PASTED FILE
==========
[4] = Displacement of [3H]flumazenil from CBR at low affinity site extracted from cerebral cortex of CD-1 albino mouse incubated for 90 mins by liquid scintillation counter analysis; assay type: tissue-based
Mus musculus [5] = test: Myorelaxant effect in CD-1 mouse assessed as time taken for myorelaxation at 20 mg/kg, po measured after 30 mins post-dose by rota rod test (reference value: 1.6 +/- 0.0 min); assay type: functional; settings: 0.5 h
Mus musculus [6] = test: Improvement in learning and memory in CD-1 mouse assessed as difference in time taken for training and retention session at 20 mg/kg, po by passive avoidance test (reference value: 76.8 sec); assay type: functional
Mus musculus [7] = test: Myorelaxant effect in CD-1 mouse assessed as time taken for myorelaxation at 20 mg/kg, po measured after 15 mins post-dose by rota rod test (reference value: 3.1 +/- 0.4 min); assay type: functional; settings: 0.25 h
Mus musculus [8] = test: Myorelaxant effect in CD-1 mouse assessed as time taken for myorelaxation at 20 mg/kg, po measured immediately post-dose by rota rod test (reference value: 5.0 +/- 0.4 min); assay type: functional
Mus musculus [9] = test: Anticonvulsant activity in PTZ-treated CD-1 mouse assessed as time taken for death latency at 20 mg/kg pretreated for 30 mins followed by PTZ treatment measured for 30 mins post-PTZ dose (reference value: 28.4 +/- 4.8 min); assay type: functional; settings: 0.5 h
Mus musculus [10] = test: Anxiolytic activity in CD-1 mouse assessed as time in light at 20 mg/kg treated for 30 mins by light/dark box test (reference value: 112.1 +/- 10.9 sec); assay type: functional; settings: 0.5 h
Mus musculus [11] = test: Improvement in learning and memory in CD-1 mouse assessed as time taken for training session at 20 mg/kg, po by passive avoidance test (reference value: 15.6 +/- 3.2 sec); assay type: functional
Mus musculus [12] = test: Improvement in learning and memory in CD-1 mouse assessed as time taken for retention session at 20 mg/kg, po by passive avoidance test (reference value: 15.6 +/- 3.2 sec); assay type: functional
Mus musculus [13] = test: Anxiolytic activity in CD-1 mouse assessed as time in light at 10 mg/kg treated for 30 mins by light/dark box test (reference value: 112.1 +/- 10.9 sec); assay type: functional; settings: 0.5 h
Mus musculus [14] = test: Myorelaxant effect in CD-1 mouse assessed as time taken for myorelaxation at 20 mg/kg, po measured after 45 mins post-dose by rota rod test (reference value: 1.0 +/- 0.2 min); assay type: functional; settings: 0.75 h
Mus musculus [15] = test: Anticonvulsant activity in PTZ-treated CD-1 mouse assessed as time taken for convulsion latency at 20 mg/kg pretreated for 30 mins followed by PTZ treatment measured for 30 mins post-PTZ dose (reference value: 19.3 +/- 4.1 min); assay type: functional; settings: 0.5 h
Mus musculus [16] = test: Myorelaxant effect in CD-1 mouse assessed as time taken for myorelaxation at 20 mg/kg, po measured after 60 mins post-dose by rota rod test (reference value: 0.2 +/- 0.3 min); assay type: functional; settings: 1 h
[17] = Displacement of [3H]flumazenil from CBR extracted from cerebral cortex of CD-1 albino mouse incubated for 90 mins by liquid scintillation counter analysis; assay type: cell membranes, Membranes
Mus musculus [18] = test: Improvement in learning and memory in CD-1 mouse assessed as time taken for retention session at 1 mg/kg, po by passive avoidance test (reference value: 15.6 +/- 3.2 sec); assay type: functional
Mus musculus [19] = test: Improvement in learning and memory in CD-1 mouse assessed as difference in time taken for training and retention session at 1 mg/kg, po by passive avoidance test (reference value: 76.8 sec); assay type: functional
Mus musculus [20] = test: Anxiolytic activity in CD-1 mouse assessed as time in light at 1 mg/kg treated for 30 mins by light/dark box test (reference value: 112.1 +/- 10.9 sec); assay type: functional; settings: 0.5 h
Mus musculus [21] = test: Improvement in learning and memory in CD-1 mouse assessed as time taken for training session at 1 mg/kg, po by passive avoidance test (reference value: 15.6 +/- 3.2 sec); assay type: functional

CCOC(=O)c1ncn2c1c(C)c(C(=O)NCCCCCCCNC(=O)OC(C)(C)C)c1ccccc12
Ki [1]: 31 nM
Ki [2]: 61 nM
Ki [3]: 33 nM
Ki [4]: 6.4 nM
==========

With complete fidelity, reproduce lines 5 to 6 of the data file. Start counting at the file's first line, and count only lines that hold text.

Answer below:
Mus musculus [8] = test: Myorelaxant effect in CD-1 mouse assessed as time taken for myorelaxation at 20 mg/kg, po measured immediately post-dose by rota rod test (reference value: 5.0 +/- 0.4 min); assay type: functional
Mus musculus [9] = test: Anticonvulsant activity in PTZ-treated CD-1 mouse assessed as time taken for death latency at 20 mg/kg pretreated for 30 mins followed by PTZ treatment measured for 30 mins post-PTZ dose (reference value: 28.4 +/- 4.8 min); assay type: functional; settings: 0.5 h